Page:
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Booming mobile rewriting strategic playbooks: IBM

DC Canada contends that ever-increasing commute times, a growing desire for work-life balance, the proliferation of mobile devices and cloud computing, as well as the overall improvement in network speeds all serve to contribute to...


March 1, 2013  


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DC Canada contends that ever-increasing commute times, a growing desire for work-life balance, the proliferation of mobile devices and cloud computing, as well as the overall improvement in network speeds all serve to contribute to Canada’s burgeoning mobile workforce.

The research firm explored the nature of Canada’s mobile workforce in a new report entitled Canadian Mobile Worker 2012-2016 Forecast, which defined the various types of mobile workers and breaks down population and shares for 2012.

“With the growth of tablets and smartphones, improved network connectivity, and employee demand for greater work-life balance, Canadians are increasingly empowered with the tools to enable productive mobile work,” said Krista Napier, a senior analyst with IDC.

“We expect to see healthy growth in the number of mobile workers in Canada over the forecast period, with the Canadian mobile worker population expected to increase from 68.9% in 2012 to 73% by 2016.

Key highlights from the forecast include the following:


Office-based mobile workers represent the largest segment. Upwards of 52.5% of employed mobile workers in Canada are office-based, growing at a CAGR (compound annual growth rate) of 2.4% over the forecast period.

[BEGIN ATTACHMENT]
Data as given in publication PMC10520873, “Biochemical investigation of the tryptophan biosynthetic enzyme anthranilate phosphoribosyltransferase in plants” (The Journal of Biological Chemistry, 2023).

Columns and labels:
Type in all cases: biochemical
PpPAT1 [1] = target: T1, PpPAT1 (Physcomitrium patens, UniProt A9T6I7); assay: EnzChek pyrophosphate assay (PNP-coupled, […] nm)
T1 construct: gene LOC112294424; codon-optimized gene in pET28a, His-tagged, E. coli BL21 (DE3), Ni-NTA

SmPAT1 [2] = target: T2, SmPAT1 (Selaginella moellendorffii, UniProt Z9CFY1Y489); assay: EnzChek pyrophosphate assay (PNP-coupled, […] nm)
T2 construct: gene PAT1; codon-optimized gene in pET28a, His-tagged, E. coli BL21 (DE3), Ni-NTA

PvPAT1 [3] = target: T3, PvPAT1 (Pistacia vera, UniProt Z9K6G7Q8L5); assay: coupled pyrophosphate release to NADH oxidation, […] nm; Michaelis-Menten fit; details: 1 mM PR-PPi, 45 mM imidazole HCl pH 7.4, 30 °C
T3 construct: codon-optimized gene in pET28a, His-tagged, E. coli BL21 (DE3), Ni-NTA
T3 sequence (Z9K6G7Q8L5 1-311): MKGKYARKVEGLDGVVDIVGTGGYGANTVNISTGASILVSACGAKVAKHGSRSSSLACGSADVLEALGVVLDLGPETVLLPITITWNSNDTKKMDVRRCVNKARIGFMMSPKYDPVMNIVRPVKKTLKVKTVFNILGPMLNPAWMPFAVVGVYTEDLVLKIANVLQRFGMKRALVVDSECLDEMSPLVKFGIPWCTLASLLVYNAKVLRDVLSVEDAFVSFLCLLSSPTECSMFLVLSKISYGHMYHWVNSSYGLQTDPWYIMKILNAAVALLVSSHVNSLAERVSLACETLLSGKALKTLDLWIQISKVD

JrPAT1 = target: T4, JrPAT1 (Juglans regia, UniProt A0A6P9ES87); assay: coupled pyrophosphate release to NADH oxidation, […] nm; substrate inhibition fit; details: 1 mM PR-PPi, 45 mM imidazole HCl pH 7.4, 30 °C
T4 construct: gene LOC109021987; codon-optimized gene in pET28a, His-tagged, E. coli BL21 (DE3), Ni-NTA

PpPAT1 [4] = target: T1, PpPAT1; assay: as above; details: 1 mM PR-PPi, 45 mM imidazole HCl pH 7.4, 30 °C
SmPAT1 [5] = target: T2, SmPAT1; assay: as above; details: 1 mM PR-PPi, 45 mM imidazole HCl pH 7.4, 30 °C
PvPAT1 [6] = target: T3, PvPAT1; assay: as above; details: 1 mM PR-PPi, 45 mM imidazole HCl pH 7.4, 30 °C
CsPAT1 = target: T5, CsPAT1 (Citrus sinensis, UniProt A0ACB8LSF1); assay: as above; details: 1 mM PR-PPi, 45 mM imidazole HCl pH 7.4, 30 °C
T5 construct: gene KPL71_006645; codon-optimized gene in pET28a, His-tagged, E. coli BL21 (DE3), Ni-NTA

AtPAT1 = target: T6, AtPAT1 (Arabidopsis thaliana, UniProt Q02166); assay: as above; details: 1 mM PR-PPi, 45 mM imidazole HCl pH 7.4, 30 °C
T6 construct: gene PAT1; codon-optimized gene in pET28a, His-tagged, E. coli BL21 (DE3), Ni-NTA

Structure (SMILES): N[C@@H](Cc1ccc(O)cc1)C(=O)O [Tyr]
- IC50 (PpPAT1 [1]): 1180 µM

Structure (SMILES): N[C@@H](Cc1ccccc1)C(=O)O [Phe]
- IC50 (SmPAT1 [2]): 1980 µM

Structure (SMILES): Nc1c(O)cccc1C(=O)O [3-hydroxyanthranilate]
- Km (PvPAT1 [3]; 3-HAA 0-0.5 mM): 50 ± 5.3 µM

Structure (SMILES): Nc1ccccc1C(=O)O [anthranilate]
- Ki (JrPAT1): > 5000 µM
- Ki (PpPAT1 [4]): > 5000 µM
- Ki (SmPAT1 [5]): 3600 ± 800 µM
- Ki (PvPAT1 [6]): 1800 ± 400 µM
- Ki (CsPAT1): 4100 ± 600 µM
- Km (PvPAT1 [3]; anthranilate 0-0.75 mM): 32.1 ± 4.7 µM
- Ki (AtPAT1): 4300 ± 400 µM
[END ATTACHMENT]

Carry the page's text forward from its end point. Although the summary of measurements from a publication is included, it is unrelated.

Employed Americans are more mobile than Canadian workers. This gap will narrow significantly by 2016, according to IDC.


Small companies are more likely to employ mobile workers. As a result, they will need scalable and affordable solutions for dealing with a more mobile workforce, whether that is the hardware or software solutions surrounding the devices and the employee.

Napier was one of several speakers at a panel discussion organized by IBM Canada Ltd. in February that focused on the “transformations” currently taking place in mobile commerce. “To date, mobile has been all about the device,” the company said. “Now, the value of mobility extends far beyond the device itself to what people can accomplish with it.”

Other speakers included Trevor Newell, co-founder and president of Shop.ca, Elizabeth Evans, Associate Dean of Ryerson University, Chris Wright, enterprise marketing strategist with IBM Corp., Mike Riegel, the company’s vice president of mobile and Websphere solutions and Charaka Kithulegoda, CIO of ING Direct Canada.

“Mobile is becoming a primary way to interact,” said Riegel. “That dramatically changes how companies, whether large or small, need to think about how they treat mobile.”

Further to that, he added that a typical CIO is struggling with how best to implement a mobile-driven IT strategy.

“There are an enormous set of challenges,” said Riegel. They are learning how difficult it is from a security standpoint, device standpoint and application standpoint.”

In a blog, he cited the recently released 2012 IBM Tech Trends Report, which is based on a survey an estimated 1,200 executives who make technology decisions for their organizations.

The report noted that “mobile technology, business analytics, cloud computing and social business are rewriting strategic playbooks across industries. In these spaces, new business possibilities are emerging faster than many organizations can act on them, with significant IT skill shortages and security concerns threatening progress. Yet, some companies are equipped to innovate at the front edges of these fast-moving technology trends and drive strategic advantages for their organizations.”